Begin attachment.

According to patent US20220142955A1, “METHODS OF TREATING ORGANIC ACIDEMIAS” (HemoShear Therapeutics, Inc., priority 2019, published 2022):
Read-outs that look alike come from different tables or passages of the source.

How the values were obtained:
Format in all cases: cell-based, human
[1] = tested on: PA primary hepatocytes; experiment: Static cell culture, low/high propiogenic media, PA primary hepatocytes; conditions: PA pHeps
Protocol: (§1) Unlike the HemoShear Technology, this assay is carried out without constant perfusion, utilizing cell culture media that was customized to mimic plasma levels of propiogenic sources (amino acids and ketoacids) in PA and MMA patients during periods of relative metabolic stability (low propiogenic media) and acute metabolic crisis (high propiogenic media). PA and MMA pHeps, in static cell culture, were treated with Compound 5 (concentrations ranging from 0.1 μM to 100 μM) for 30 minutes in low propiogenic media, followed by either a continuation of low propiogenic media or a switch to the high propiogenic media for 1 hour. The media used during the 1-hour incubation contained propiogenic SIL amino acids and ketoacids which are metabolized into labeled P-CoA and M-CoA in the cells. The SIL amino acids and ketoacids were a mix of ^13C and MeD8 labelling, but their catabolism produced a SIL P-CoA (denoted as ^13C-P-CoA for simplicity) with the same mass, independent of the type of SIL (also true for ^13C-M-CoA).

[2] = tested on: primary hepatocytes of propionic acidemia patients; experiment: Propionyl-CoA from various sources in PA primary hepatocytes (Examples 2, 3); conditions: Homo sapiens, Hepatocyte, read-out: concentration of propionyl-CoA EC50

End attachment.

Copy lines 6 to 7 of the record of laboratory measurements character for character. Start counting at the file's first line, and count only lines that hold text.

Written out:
Protocol: (§1) Unlike the HemoShear Technology, this assay is carried out without constant perfusion, utilizing cell culture media that was customized to mimic plasma levels of propiogenic sources (amino acids and ketoacids) in PA and MMA patients during periods of relative metabolic stability (low propiogenic media) and acute metabolic crisis (high propiogenic media). PA and MMA pHeps, in static cell culture, were treated with Compound 5 (concentrations ranging from 0.1 μM to 100 μM) for 30 minutes in low propiogenic media, followed by either a continuation of low propiogenic media or a switch to the high propiogenic media for 1 hour. The media used during the 1-hour incubation contained propiogenic SIL amino acids and ketoacids which are metabolized into labeled P-CoA and M-CoA in the cells. The SIL amino acids and ketoacids were a mix of ^13C and MeD8 labelling, but their catabolism produced a SIL P-CoA (denoted as ^13C-P-CoA for simplicity) with the same mass, independent of the type of SIL (also true for ^13C-M-CoA).

[2] = tested on: primary hepatocytes of propionic acidemia patients; experiment: Propionyl-CoA from various sources in PA primary hepatocytes (Examples 2, 3); conditions: Homo sapiens, Hepatocyte, read-out: concentration of propionyl-CoA EC50